All of us as human beings are vulnerable to stresses and challenges with our wellbeing and mental health, both within work and at home. The first step to managing this, like anything, is to recognise it.
Taking care of ourselves naturally makes us more resilient at handling stressful situations, but in many circumstances, this isn’t solely enough. Having a positive support network, open lines of communication and resources to educate and guide us are all ways to encourage us to talk about it, and most importantly not be afraid to do so.
Now more than ever it is becoming increasingly important to understand stress – the impacts this has and how to deal with this. Corporate responsibility on this subject has been a big focus in recent years and continues to be so with more than two thirds of us admitting that our stresses, worries and anxieties are work-related.
Last year alone almost half of recorded work sickness in the UK was due to stress within the work environment, with ever growing challenges being a key factor. It’s now becoming vital for corporate companies to raise awareness and support for people’s wellbeing at work.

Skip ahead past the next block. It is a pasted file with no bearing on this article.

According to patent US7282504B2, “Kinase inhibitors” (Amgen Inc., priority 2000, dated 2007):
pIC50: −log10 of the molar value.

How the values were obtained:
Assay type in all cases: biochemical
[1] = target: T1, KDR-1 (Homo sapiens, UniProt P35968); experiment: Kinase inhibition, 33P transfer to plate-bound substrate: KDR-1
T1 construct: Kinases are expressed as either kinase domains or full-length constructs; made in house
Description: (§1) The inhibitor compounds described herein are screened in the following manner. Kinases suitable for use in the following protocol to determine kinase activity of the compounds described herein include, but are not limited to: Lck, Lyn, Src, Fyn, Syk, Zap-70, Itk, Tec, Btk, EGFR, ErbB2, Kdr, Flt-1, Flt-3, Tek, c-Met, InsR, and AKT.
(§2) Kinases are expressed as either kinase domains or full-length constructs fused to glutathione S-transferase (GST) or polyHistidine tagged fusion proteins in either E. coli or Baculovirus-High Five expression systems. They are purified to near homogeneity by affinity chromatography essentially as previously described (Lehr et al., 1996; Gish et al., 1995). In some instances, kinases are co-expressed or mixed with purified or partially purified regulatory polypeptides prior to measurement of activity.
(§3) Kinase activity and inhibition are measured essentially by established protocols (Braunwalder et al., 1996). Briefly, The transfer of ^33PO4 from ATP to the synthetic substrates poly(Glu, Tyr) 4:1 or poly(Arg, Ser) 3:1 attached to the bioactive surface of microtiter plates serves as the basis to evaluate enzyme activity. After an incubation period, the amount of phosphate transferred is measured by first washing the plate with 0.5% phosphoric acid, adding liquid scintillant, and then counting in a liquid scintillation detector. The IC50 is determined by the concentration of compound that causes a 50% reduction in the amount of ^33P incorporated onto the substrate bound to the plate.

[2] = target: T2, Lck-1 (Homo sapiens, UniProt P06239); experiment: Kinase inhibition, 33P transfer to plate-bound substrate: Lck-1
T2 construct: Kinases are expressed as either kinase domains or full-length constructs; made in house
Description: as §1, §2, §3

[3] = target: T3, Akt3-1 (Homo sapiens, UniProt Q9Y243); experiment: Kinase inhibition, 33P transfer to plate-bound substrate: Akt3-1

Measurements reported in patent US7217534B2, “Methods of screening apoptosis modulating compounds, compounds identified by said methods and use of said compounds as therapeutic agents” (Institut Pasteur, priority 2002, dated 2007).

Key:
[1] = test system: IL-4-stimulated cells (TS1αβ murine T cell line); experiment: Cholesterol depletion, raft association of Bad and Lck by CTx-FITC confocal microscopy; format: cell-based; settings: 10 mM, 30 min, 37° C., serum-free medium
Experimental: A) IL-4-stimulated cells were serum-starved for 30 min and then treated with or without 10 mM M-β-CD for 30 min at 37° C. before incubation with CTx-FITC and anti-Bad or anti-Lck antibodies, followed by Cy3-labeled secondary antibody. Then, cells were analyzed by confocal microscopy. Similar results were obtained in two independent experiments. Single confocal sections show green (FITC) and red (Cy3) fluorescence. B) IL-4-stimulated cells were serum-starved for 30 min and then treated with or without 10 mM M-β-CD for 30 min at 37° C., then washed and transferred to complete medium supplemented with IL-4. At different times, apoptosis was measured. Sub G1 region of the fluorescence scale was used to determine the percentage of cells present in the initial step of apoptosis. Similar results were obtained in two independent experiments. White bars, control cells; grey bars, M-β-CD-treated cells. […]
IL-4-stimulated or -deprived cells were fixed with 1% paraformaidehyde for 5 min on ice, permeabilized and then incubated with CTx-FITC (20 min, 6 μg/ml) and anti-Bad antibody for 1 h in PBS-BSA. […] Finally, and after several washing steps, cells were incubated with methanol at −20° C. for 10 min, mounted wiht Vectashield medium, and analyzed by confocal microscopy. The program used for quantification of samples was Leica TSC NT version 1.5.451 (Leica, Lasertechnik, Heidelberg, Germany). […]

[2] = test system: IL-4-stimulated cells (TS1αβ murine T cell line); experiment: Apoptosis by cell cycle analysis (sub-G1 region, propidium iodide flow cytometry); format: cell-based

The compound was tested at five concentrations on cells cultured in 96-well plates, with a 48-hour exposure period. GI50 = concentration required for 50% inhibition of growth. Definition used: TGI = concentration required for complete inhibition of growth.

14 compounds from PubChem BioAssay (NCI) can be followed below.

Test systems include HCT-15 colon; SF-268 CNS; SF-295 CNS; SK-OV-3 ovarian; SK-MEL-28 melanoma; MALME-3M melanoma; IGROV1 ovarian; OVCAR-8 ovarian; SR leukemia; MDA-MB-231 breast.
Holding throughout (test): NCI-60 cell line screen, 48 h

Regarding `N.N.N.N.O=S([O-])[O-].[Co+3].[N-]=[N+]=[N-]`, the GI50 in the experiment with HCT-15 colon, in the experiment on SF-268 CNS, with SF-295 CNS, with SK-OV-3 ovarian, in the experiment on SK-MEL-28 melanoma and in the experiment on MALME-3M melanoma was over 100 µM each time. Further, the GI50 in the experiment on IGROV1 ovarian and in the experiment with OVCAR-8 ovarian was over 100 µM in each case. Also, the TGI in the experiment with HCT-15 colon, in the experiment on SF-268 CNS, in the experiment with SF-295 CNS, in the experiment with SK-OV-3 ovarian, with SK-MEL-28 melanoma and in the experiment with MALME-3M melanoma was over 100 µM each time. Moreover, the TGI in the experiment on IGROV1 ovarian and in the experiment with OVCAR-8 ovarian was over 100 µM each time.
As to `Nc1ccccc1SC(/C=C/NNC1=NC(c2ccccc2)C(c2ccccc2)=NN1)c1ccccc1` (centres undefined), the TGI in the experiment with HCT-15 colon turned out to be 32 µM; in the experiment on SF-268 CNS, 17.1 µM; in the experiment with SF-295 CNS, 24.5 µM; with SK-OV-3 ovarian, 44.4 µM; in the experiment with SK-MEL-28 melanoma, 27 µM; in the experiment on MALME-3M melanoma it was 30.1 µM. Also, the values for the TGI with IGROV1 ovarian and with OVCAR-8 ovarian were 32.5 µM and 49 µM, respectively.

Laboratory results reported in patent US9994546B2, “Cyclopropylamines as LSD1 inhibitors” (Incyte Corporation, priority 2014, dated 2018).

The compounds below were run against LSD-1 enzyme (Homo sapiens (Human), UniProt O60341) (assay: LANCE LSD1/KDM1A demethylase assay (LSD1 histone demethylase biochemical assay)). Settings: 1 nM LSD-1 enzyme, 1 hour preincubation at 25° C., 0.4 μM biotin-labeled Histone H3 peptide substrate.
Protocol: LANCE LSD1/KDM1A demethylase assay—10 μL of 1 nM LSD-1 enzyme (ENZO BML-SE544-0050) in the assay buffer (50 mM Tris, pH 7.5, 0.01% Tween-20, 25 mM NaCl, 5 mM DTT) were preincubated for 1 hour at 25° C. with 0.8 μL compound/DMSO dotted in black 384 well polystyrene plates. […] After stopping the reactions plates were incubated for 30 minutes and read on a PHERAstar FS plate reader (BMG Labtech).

Corporate organisations are now making positive changes which see forward thinking and pro-active approaches to support all areas of wellbeing, from social and physical to mental and financial aspects. All organisations are different and unique and therefore personalising and tailoring their strategies are essential to supporting employees across varied and diverse workforces. An ongoing approach in many organisations sees wellbeing policies reaching further afield with a greater purpose of connecting workplace wellbeing with the organisation’s values and objectives. Positive workplace cultures play a vital role to individuals and companies with most people’s time spent in the workplace environment.
Both employers and employees can all assume a personal responsibility for a pro-active approach and positive behaviours which empower us all to understand stresses and wellbeing, learning to support each other and bring out the best in our abilities.
Encouraging happy and healthy employees will promote an encouraged and energised workforce. Corporate companies continue to acknowledge that the ‘one size fits all’ approach doesn’t work for wellbeing in the workplace, and that it’s vital to understand people and their requirements for any wellbeing strategy to effectively work. Much the same is communicating these strategies, and organisations are encouraged to identify the best communication channels which are both personal and tailored to the business culture. Integrating wellbeing initiatives and fun with wellbeing strategies are all hugely successful; seeing individuals succeed in their approach to wellbeing often has a positive knock on effect.